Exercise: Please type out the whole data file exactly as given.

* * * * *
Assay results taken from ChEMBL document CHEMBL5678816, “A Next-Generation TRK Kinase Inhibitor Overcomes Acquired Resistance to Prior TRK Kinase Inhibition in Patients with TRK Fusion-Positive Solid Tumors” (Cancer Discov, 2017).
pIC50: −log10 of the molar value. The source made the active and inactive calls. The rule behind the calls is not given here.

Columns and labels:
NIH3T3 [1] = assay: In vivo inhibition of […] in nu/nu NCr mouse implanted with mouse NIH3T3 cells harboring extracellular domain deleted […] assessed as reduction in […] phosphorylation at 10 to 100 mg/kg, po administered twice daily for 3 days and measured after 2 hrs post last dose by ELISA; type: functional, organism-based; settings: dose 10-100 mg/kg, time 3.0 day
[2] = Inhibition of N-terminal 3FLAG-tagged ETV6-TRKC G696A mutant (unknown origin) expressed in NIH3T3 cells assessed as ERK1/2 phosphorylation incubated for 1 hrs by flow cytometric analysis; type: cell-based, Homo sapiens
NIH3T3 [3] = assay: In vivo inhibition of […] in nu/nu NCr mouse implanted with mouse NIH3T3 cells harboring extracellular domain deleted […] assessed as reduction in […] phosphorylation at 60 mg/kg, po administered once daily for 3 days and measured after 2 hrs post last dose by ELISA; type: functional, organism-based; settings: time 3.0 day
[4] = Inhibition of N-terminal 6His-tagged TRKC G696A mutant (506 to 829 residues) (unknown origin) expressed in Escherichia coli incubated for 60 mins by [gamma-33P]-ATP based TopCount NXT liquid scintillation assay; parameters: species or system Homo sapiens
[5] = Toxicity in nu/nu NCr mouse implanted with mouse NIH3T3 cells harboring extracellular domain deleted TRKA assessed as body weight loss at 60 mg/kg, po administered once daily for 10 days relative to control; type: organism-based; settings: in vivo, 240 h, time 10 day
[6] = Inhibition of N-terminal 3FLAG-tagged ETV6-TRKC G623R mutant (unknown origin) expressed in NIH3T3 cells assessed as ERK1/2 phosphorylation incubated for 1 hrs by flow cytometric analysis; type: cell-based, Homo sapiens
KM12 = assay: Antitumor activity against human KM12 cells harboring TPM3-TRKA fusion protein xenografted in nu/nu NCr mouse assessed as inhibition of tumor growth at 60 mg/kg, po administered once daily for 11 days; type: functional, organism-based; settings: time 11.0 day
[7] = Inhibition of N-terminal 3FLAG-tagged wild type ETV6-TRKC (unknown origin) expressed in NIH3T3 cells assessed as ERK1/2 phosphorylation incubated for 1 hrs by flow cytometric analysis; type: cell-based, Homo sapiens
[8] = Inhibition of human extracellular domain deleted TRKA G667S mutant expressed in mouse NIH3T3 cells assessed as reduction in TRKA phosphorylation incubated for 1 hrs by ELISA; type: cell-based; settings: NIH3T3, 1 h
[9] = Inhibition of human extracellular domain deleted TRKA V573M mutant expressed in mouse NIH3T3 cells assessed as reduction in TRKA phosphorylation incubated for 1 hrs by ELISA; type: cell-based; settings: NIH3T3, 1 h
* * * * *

Assay results taken from ChEMBL document CHEMBL5678816, “A Next-Generation TRK Kinase Inhibitor Overcomes Acquired Resistance to Prior TRK Kinase Inhibition in Patients with TRK Fusion-Positive Solid Tumors” (Cancer Discov, 2017).
pIC50: −log10 of the molar value. The source made the active and inactive calls. The rule behind the calls is not given here.

Columns and labels:
NIH3T3 [1] = assay: In vivo inhibition of […] in nu/nu NCr mouse implanted with mouse NIH3T3 cells harboring extracellular domain deleted […] assessed as reduction in […] phosphorylation at 10 to 100 mg/kg, po administered twice daily for 3 days and measured after 2 hrs post last dose by ELISA; type: functional, organism-based; settings: dose 10-100 mg/kg, time 3.0 day
[2] = Inhibition of N-terminal 3FLAG-tagged ETV6-TRKC G696A mutant (unknown origin) expressed in NIH3T3 cells assessed as ERK1/2 phosphorylation incubated for 1 hrs by flow cytometric analysis; type: cell-based, Homo sapiens
NIH3T3 [3] = assay: In vivo inhibition of […] in nu/nu NCr mouse implanted with mouse NIH3T3 cells harboring extracellular domain deleted […] assessed as reduction in […] phosphorylation at 60 mg/kg, po administered once daily for 3 days and measured after 2 hrs post last dose by ELISA; type: functional, organism-based; settings: time 3.0 day
[4] = Inhibition of N-terminal 6His-tagged TRKC G696A mutant (506 to 829 residues) (unknown origin) expressed in Escherichia coli incubated for 60 mins by [gamma-33P]-ATP based TopCount NXT liquid scintillation assay; parameters: species or system Homo sapiens
[5] = Toxicity in nu/nu NCr mouse implanted with mouse NIH3T3 cells harboring extracellular domain deleted TRKA assessed as body weight loss at 60 mg/kg, po administered once daily for 10 days relative to control; type: organism-based; settings: in vivo, 240 h, time 10 day
[6] = Inhibition of N-terminal 3FLAG-tagged ETV6-TRKC G623R mutant (unknown origin) expressed in NIH3T3 cells assessed as ERK1/2 phosphorylation incubated for 1 hrs by flow cytometric analysis; type: cell-based, Homo sapiens
KM12 = assay: Antitumor activity against human KM12 cells harboring TPM3-TRKA fusion protein xenografted in nu/nu NCr mouse assessed as inhibition of tumor growth at 60 mg/kg, po administered once daily for 11 days; type: functional, organism-based; settings: time 11.0 day
[7] = Inhibition of N-terminal 3FLAG-tagged wild type ETV6-TRKC (unknown origin) expressed in NIH3T3 cells assessed as ERK1/2 phosphorylation incubated for 1 hrs by flow cytometric analysis; type: cell-based, Homo sapiens
[8] = Inhibition of human extracellular domain deleted TRKA G667S mutant expressed in mouse NIH3T3 cells assessed as reduction in TRKA phosphorylation incubated for 1 hrs by ELISA; type: cell-based; settings: NIH3T3, 1 h
[9] = Inhibition of human extracellular domain deleted TRKA V573M mutant expressed in mouse NIH3T3 cells assessed as reduction in TRKA phosphorylation incubated for 1 hrs by ELISA; type: cell-based; settings: NIH3T3, 1 h